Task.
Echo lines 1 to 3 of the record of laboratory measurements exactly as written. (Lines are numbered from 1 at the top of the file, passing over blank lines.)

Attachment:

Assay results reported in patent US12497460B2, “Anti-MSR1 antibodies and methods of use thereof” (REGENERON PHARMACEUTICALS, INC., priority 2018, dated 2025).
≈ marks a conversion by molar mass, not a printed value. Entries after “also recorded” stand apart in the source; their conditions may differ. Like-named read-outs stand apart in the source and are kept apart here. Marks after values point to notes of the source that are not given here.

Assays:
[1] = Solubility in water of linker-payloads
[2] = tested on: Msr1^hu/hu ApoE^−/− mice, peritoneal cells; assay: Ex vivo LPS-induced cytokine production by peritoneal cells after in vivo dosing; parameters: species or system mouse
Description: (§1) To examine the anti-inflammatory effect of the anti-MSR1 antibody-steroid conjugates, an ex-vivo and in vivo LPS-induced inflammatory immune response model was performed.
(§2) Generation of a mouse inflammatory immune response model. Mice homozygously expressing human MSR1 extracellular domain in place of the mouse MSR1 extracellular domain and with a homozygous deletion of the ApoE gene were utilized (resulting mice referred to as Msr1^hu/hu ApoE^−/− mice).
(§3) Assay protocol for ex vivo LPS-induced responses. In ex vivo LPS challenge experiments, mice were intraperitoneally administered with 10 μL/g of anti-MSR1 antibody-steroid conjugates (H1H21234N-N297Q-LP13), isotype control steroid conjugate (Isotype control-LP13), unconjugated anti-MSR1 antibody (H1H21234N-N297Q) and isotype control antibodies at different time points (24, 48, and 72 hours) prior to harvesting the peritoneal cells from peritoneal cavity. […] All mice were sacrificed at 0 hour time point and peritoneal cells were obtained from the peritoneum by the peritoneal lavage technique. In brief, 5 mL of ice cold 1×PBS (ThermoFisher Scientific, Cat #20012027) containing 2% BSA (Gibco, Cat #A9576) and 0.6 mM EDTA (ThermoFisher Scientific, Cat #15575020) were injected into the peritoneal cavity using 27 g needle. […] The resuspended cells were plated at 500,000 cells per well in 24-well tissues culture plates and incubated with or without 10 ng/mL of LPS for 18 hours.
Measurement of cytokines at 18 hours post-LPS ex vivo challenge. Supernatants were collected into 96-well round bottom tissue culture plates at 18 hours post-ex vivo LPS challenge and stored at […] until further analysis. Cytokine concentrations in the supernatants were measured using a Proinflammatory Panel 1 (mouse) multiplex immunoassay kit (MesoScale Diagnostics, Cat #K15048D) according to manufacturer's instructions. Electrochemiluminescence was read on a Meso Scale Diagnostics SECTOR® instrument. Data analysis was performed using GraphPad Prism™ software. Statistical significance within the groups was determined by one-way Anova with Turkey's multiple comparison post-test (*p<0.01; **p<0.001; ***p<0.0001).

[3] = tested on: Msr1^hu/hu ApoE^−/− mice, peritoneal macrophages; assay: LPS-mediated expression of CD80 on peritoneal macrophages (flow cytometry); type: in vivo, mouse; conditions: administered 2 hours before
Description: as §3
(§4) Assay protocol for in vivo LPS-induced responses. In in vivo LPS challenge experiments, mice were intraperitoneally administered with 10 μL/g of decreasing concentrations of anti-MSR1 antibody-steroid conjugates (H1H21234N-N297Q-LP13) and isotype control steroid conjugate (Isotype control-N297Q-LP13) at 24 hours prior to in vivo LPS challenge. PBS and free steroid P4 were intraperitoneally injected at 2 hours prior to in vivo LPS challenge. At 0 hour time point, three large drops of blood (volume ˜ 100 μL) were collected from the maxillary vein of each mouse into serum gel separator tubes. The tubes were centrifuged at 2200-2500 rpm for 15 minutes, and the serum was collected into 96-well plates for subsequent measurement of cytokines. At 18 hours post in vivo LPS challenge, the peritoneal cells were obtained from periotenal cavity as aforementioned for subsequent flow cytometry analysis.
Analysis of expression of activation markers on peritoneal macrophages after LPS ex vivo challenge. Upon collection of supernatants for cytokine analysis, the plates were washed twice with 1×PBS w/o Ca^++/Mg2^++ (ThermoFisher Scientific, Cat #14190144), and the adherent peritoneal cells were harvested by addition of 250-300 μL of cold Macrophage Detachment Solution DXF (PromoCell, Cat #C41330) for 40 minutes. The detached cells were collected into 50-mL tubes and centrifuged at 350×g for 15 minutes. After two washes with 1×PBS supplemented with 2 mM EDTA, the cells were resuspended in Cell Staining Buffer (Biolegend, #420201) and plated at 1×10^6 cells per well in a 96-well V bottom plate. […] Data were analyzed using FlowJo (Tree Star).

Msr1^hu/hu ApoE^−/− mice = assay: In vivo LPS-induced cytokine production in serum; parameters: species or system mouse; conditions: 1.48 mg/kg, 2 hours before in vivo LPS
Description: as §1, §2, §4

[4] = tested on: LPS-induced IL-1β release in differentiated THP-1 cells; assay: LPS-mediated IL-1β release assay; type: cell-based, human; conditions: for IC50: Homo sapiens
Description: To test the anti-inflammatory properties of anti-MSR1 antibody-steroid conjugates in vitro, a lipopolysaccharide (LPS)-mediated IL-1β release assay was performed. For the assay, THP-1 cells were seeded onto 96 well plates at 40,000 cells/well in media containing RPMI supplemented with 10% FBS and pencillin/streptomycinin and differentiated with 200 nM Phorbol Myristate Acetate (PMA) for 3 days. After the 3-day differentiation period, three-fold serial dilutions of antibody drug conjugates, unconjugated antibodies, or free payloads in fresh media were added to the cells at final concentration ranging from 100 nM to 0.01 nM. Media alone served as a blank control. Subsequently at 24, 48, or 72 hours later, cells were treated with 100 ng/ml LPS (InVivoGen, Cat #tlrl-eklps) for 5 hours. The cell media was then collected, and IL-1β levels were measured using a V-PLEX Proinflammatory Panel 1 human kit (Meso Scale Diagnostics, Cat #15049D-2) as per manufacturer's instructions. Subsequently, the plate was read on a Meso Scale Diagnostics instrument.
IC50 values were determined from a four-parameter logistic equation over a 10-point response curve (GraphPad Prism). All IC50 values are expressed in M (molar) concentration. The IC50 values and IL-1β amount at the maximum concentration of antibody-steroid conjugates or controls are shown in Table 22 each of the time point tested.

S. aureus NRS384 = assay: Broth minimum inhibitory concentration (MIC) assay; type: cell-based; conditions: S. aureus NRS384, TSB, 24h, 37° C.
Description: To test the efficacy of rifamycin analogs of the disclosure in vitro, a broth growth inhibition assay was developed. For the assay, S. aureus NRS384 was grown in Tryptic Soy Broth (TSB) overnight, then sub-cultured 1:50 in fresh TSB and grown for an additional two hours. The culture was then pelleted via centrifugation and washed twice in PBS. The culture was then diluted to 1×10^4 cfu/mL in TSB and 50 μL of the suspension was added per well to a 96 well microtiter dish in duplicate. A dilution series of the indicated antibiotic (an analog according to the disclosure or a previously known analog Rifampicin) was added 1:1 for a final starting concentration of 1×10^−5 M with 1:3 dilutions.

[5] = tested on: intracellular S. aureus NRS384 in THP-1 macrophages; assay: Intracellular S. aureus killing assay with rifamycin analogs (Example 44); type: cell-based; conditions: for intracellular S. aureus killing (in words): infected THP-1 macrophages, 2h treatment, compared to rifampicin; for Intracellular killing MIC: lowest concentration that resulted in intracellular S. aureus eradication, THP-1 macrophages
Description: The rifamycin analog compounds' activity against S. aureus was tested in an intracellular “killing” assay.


Assay results reported in patent US12497460B2, “Anti-MSR1 antibodies and methods of use thereof” (REGENERON PHARMACEUTICALS, INC., priority 2018, dated 2025).
≈ marks a conversion by molar mass, not a printed value. Entries after “also recorded” stand apart in the source; their conditions may differ. Like-named read-outs stand apart in the source and are kept apart here. Marks after values point to notes of the source that are not given here.

Assays: